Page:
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The Flight of a Relativistic Charge in Matter

Insights, Calculations and Practical Applications of Classical Electromagnetism

  • Book
  • © 2023


  • Provides validity of results checked against data taken from particle experiments at CERN
  • Gives transparent derivation of results
  • Presents methods that can be applied to different materials and conditions

Part of the book series: Lecture Notes in Physics (LNP, volume 1014)

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Table of contents (9 chapters)

  1. Building on Simple Ideas

  2. Calculations in Classical Electromagnetism

  3. Two Practical Applications


About this book

This book is about the energy loss and the coherent radiation emitted by a relativistic charge in matter. These phenomena – locally deposited energy, Cherenkov radiation and transition radiation – are the basis of any charged particle detector able to discriminate charges by their velocity. This book describes these phenomena and how they are related. The fundamental field equations and first principles are used to derive the spectrum of energy-loss signals and thence the velocity resolution that can be achieved. Two specific applications are then followed: the first shows that this resolution has been achieved in practice with a multi-particle detector in the course of an experiment at CERN, and the second shows how, by including scattering, the technique of ionisation cooling of accelerator beams may be reliably simulated. The book is based on a series of lectures given at the University of Oxford to graduate students in experimental particle physics. Some knowledge of mathematical physics at an undergraduate level is assumed, specifically Maxwell’s equations and classical optics.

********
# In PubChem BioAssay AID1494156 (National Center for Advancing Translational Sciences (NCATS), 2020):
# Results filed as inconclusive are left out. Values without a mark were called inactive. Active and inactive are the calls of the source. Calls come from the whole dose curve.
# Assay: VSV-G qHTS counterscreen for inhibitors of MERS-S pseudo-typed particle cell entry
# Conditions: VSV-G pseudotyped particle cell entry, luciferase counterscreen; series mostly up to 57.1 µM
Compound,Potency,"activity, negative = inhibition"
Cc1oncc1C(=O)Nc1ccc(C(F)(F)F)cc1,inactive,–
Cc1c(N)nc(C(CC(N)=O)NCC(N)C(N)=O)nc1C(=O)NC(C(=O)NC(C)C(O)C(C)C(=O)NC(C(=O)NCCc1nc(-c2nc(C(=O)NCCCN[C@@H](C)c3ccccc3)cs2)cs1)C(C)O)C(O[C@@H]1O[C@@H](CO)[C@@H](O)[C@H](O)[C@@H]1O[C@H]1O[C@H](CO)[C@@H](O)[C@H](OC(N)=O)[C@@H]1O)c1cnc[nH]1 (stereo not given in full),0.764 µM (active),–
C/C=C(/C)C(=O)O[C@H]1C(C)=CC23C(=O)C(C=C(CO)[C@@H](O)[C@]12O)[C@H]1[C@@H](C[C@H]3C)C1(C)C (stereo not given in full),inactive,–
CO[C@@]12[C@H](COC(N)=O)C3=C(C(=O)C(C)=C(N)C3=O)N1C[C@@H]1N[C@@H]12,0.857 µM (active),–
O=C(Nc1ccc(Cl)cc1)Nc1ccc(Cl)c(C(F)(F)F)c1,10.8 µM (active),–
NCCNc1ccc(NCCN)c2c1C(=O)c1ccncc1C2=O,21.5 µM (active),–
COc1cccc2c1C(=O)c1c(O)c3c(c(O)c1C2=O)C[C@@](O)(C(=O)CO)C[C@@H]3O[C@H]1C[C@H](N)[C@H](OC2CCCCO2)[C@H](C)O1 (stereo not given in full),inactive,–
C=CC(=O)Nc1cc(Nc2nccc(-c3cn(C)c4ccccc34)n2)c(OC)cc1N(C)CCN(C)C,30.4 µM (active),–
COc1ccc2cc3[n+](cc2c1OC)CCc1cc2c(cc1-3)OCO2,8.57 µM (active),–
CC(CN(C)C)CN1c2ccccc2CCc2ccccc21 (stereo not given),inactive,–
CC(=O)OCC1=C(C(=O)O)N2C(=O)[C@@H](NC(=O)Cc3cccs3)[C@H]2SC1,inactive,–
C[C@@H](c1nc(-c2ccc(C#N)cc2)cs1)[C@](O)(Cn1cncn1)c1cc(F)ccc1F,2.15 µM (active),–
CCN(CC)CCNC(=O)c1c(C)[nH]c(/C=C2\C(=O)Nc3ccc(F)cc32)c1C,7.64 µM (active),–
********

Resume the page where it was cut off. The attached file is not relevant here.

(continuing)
Authors and Affiliations

  • Department of Physics and Keble College, University of Oxford, Oxford, UK

    Wade Allison

About the author

Wade Allison is Professor Emeritus in the Physics Department and a Fellow of Keble College, at the University of Oxford. He studied physics and mathematics at Cambridge and took his DPhil in experimental particle physics at Oxford in 1967. He was elected a Research Lecturer a Christchurch Oxford and a Fellow of the Royal Commission for the Exhibition of 1851. From 1968 to 1970 he held a post-doctoral post at Argonne National Lab., USA. Returning to Oxford, he broadened his experimental work to electronic detectors and their theoretical basis in Electromagnetism. From 1976 to 2008 he held a University Lecturership in Physics at Oxford with a Tutorial Fellowship at Keble College. In 1995 he was Visiting Professor in Physics at University of Minnesota. He also has a deep interest in medical physics and the biological effects of radiation on which he has published three books: “Fundamental physics for Probing and Imaging” (OUP 2006), “Radiation and Reason” (2009) and “Nuclear isfor Life” (2015). He writes on the popular understanding of energy and the prospect of the end of widespread fossil fuel combustion.

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